Lunar orbit flown 'contingency chart' for the possible abort of the Apollo 15 moon landing
Dave Scott's flown lunar contingency chart carried to the moon aboard the Lunar Module Falcon during the Apollo 15 mission, consisting of ten foldable, interconnected lunar sections, each 25.25 x 8, signed and flight-certified in black felt tip, "Flown to the moon on Apollo 15, July 26-Aug 7, 1971. Dave Scott, Apollo 15 CDR." The chart is identified in the legend box as "Lunar Contingency Chart, Apollo 15, July 26, 1971, SKB 32100115-382, S/N 1001, 1st Edition, May 25, 1971, Mercator Projection, 1:5,500,000 at the equator," and consists of 21 map plates depicting the entire lunar surface covered during six days in lunar orbit. Full line plots of lunar orbit ground tracks are shown with multiple colors depending on which particular orbit is plotted; lunar topography is shown by shaded relief with a western illumination, and includes revolution numbers and times of crossing. Background coloration is also used to indicate variance in reflectance of lunar areas under full illumination. In fine condition. Accompanied by a signed letter of authenticity from Scott, in part: “I hereby certify that the Apollo 15 'Lunar Contingency Chart' included with this letter was flown in lunar orbit for six days aboard the CSM Endeavour during Apollo 15, the first extended scientific exploration of the Moon, July 26-August 7, 1971…This 'Lunar Contingency Chart' has been in my personal collection since our return to Earth."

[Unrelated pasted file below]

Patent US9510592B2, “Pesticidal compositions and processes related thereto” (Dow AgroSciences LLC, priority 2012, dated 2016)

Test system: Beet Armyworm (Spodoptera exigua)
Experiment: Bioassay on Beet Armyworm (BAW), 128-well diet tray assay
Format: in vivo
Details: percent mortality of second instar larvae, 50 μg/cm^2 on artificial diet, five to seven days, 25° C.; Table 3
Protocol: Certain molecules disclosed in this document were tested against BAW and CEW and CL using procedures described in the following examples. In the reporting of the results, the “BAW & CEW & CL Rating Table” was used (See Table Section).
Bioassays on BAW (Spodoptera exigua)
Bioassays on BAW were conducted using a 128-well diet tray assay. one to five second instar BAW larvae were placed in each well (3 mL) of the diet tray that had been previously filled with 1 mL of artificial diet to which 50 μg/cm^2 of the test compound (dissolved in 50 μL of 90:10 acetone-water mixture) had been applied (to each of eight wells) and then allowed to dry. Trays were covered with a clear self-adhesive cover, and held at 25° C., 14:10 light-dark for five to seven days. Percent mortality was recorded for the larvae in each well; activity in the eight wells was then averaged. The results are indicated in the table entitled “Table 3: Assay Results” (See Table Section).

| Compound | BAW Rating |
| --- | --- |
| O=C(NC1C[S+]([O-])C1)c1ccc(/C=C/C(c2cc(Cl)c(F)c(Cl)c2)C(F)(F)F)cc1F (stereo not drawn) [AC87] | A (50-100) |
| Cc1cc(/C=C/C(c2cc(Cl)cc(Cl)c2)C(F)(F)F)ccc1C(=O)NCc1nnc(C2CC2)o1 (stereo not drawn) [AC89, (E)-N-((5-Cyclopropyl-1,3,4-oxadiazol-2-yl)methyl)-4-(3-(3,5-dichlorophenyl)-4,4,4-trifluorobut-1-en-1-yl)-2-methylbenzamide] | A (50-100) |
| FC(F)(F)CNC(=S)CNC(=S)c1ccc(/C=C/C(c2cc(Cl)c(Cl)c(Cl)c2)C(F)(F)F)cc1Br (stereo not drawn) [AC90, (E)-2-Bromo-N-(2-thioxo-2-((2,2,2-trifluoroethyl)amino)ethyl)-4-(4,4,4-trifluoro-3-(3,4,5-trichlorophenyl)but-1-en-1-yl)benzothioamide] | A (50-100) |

This amazing lunar flown chart was created and stored within the Endeavour in the event of a 'CSM Only Alternate Mission,' which was presented in the Apollo 15 Flight Plan. This alternate mission would have been initiated by any one of several possible failure modes, such as failure to eject the lunar module from the S-IVB, failure of the docking probe, or failure of some other lunar module system that would prevent descent and lunar landing. If the alternate mission was activated, six days would be planned in lunar orbit operating all of the Sim Bay equipment as well as the Hasselblad cameras; the ground track of the CSM Endeavour moved across the surface from south to north, covering extensive areas of the moon for valuable photography and science. Thankfully for the crew of Apollo 15, this highly detailed lunar map was kept solely as an emergency backup plan, with the full execution of both the CM Endeavour and the LM Falcon resulting in what is largely viewed as the Apollo program's most successful scientific undertaking.